Ipomoea macrorhiza - Michaux
Convulvulaceae (Morning Glory) Family
Photo by Ian Vickery, Brewton, Al.
Big Root Morning Glory is also known as Purple Moon Flower and Lavender Moonvine.
The plant is a perennial that shares numerous characteristics with other morning glories including twining vines, funnel-shaped flowers, heart-shaped or palmate leaves, and an enlarged root, like its sister plant, the Wild Potato Vine. The taproot is deep. Reproduction is by seeds and creeping roots. Its preferred habitat is open woods, roadsides, fence rows, waste places, and abandoned gardens. Distribution in the Escambia region is occasional.
The leaves are alternate on the stem, 2- to 6 inches long, and heart-shaped. The sides frequently contract giving the leaf a fiddle-like shape. The leaves are attached to the stems by way of long petioles. Leaves are hairy or may be smooth. The leaf stalk is usually hairless.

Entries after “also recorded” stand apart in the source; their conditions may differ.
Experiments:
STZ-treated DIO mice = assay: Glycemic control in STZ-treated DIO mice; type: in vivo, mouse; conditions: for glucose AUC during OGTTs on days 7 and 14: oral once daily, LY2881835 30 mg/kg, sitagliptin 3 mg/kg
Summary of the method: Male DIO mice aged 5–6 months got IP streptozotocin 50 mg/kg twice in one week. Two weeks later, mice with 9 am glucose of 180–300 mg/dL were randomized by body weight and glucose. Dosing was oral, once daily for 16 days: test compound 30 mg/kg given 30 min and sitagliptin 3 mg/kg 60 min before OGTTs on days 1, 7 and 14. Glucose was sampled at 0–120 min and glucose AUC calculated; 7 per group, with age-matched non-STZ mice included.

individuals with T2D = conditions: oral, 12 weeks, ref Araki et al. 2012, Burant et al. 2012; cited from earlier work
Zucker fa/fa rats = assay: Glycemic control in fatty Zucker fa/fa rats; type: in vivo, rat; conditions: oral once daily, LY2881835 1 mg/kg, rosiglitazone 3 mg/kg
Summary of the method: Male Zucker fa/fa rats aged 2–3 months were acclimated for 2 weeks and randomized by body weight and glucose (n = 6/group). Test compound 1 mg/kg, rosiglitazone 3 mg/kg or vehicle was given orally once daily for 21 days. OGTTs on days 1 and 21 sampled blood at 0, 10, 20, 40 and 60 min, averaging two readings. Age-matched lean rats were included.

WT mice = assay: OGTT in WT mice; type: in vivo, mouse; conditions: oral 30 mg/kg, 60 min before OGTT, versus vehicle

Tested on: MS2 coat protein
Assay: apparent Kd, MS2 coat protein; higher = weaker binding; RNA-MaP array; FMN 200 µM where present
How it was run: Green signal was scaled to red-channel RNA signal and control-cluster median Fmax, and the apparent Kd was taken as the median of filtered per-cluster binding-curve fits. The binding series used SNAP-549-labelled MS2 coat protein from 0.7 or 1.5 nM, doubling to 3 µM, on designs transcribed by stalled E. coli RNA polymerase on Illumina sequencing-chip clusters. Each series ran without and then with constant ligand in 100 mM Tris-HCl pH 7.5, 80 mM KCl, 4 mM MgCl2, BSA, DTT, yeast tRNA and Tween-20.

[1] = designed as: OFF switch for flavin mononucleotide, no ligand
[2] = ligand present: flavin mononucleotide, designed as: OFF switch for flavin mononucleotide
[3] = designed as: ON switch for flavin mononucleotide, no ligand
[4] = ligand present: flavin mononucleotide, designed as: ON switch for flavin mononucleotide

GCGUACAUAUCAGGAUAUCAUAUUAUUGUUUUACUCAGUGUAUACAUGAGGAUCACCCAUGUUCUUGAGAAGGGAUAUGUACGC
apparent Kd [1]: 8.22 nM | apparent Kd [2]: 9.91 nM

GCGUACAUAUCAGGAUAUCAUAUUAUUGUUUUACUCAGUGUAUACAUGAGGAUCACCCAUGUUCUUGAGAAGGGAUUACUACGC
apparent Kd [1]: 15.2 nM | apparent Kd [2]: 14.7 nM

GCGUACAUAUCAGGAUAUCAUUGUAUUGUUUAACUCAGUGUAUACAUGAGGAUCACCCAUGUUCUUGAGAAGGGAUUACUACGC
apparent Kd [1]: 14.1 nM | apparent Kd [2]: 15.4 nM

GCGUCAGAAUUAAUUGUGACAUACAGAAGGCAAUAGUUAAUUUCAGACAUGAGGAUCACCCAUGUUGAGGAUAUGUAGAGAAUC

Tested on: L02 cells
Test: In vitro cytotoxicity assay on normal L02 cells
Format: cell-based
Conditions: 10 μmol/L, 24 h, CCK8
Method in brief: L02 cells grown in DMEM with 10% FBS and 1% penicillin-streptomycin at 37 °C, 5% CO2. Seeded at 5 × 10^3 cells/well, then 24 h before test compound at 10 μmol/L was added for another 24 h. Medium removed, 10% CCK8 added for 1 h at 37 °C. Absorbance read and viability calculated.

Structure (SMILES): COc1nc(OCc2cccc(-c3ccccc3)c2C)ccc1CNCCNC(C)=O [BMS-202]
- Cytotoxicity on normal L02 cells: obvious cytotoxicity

The fowers are funnel-shaped, 2- to 3 inches across, white or pale purple, with pinkish-purple stripes radiating from the center. Flowers form either in few- or several-flowered clusters at the end of stalks arising from the stem at the leaf axils. Flower stalks exude a milky sap if broken or crushed. Each flower is bisexual in nature and symmetrical in form. Flowers occur at the end of summer and early autumn.
Fruit is an egg-shaped capsule that contains 2 to 6 red-brown seeds that may be flattened or oval, and covered with soft white hairs.